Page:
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Full Steam Ahead
Trains and love have at least one thing in common: everyone remembers their first experience.
For some, that first taste of rail might have been labouring over a scale model – Tyco HO or Lionel O Gauge – and many hours of careful assembly in the basement. Others will never forget seeing the real thing for the first time. For many on the West Coast, those memories are often linked to one iconic train – the Royal Hudson.
Some remember seeing the belching steam or hearing the almost mournful whistle. Some lined the tracks, with thousands of others, just to catch a glimpse of the train. They remember the low rumble in their stomach, and the chatter of earth and rail as the train approached. Some may have even slipped a penny onto the track, just to see what happens. Or stood rooted, fingers stuffed in ears, looking up in childlike wonder as 365 tons of steel, steam and brass thundered out of the past, impossibly huge, obscuring everything else, then chugged magnificently around a corner, on its way up Howe Sound.
From 1974 to 1999, the Royal Hudson thrilled hundreds of thousands of people as it snaked its way from North Vancouver to Whistler, pulling a train of railcars filled with tourists and curious locals, showing many, first hand, a bit of Canadian history, and for others, kindling a lifelong affair with trains.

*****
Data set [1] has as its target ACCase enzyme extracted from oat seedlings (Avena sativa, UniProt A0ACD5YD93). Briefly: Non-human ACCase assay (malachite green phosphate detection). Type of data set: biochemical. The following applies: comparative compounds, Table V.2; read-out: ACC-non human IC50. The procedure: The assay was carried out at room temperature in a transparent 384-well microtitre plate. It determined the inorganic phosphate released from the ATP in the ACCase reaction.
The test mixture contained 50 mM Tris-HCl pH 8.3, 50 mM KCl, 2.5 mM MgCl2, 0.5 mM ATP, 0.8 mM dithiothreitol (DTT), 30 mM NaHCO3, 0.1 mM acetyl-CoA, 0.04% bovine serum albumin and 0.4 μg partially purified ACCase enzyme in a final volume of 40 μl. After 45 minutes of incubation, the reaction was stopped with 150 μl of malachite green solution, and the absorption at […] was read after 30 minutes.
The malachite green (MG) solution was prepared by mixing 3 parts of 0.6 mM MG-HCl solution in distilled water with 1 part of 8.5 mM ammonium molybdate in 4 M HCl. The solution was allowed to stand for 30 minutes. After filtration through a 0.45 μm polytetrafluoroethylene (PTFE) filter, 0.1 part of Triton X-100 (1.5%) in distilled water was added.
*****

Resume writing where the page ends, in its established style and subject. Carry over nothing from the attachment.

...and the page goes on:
Don Evans is one of those people who never really got over his first train experience. He’s been a rail enthusiast for more than 30 years. What was once a hobby is now a full-time preoccupation – some would say an obsession.
Evans is the president and CEO of the West Coast Railway Association. He and a dozen full-time staff and more than 100 volunteers are building Canada’s second-largest train set, on 12 acres of bush in Squamish. And just like any serious builder, they’re creating a town to go with their train set. But this is no model: these are full-size trains and a full-size turn-of-the-century town, complete with railway station, Main Street and houses filled with period furniture.
Since 1961, the WCRA has amassed a collection of 95 pieces of heritage railway rolling stock and countless railway-related artifacts. Evans and the volunteers are painstakingly restoring the railcars and accurately creating the town, right down to the china and napkins that adorn the cottage kitchen tables. In the process, they are re-creating an important era in Canada’s past.
One of the prize pieces of the WCRA collection is the Royal Hudson. After a long and varied career, a close brush with the scrap yard, and a number of restorations, “2860” is now on permanent loan from the B.C. government to WCRA.
Evans and the rest of his crew speak with great affection (and great detail) about the black behemoth that rests delicately on two rails in a new facility on Government Road in Squamish. “She was built in 1940 in Montreal,” says Evans. “She is 92 feet long (including the tender, which carries 12,000 gallons of water and 4,000 gallons of fuel oil) and she weighs 365 tons.”
The interesting story behind this steam engine is especially timely for a couple of reasons. First, this Hudson has a new 22,000-squarefoot home: the CN Roundhouse and Conference Centre was officially opened in Squamish on June 30, 2010. Earlier this year, a gala event marked the 50th anniversary of the WCRA.